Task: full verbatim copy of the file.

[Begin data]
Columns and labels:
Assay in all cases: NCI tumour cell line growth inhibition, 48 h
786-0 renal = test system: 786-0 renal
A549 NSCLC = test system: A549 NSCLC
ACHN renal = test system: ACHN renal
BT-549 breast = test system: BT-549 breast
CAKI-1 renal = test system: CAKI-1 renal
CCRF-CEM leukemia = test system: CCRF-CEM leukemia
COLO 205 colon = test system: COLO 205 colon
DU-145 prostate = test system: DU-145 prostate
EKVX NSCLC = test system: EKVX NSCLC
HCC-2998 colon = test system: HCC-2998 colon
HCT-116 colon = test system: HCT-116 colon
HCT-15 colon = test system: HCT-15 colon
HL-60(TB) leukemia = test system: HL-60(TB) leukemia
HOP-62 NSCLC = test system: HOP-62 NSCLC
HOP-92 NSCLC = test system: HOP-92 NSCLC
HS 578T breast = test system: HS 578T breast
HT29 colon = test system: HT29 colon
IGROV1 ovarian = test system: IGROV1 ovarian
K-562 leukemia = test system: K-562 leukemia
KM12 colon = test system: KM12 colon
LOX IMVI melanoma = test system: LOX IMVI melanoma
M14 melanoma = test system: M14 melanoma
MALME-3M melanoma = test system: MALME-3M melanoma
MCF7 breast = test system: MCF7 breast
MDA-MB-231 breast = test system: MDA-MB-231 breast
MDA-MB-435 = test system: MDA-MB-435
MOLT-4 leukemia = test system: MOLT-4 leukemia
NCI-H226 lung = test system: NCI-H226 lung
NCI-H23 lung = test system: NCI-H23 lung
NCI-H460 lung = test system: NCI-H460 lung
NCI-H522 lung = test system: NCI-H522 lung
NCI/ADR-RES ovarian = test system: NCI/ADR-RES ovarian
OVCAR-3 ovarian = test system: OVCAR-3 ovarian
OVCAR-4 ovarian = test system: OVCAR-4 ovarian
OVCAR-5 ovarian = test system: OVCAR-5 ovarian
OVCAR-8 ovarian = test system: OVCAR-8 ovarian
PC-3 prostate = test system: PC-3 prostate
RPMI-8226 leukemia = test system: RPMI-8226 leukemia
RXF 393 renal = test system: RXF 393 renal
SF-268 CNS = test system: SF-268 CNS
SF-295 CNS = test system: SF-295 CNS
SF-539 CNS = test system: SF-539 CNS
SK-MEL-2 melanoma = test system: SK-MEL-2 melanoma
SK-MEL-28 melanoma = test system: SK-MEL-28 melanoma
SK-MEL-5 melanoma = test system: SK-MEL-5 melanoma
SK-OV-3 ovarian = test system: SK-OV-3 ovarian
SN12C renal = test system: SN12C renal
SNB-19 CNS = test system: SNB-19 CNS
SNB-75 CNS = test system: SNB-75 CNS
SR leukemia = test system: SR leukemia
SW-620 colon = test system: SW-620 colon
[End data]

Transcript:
Columns and labels:
Assay in all cases: NCI tumour cell line growth inhibition, 48 h
786-0 renal = test system: 786-0 renal
A549 NSCLC = test system: A549 NSCLC
ACHN renal = test system: ACHN renal
BT-549 breast = test system: BT-549 breast
CAKI-1 renal = test system: CAKI-1 renal
CCRF-CEM leukemia = test system: CCRF-CEM leukemia
COLO 205 colon = test system: COLO 205 colon
DU-145 prostate = test system: DU-145 prostate
EKVX NSCLC = test system: EKVX NSCLC
HCC-2998 colon = test system: HCC-2998 colon
HCT-116 colon = test system: HCT-116 colon
HCT-15 colon = test system: HCT-15 colon
HL-60(TB) leukemia = test system: HL-60(TB) leukemia
HOP-62 NSCLC = test system: HOP-62 NSCLC
HOP-92 NSCLC = test system: HOP-92 NSCLC
HS 578T breast = test system: HS 578T breast
HT29 colon = test system: HT29 colon
IGROV1 ovarian = test system: IGROV1 ovarian
K-562 leukemia = test system: K-562 leukemia
KM12 colon = test system: KM12 colon
LOX IMVI melanoma = test system: LOX IMVI melanoma
M14 melanoma = test system: M14 melanoma
MALME-3M melanoma = test system: MALME-3M melanoma
MCF7 breast = test system: MCF7 breast
MDA-MB-231 breast = test system: MDA-MB-231 breast
MDA-MB-435 = test system: MDA-MB-435
MOLT-4 leukemia = test system: MOLT-4 leukemia
NCI-H226 lung = test system: NCI-H226 lung
NCI-H23 lung = test system: NCI-H23 lung
NCI-H460 lung = test system: NCI-H460 lung
NCI-H522 lung = test system: NCI-H522 lung
NCI/ADR-RES ovarian = test system: NCI/ADR-RES ovarian
OVCAR-3 ovarian = test system: OVCAR-3 ovarian
OVCAR-4 ovarian = test system: OVCAR-4 ovarian
OVCAR-5 ovarian = test system: OVCAR-5 ovarian
OVCAR-8 ovarian = test system: OVCAR-8 ovarian
PC-3 prostate = test system: PC-3 prostate
RPMI-8226 leukemia = test system: RPMI-8226 leukemia
RXF 393 renal = test system: RXF 393 renal
SF-268 CNS = test system: SF-268 CNS
SF-295 CNS = test system: SF-295 CNS
SF-539 CNS = test system: SF-539 CNS
SK-MEL-2 melanoma = test system: SK-MEL-2 melanoma
SK-MEL-28 melanoma = test system: SK-MEL-28 melanoma
SK-MEL-5 melanoma = test system: SK-MEL-5 melanoma
SK-OV-3 ovarian = test system: SK-OV-3 ovarian
SN12C renal = test system: SN12C renal
SNB-19 CNS = test system: SNB-19 CNS
SNB-75 CNS = test system: SNB-75 CNS
SR leukemia = test system: SR leukemia
SW-620 colon = test system: SW-620 colon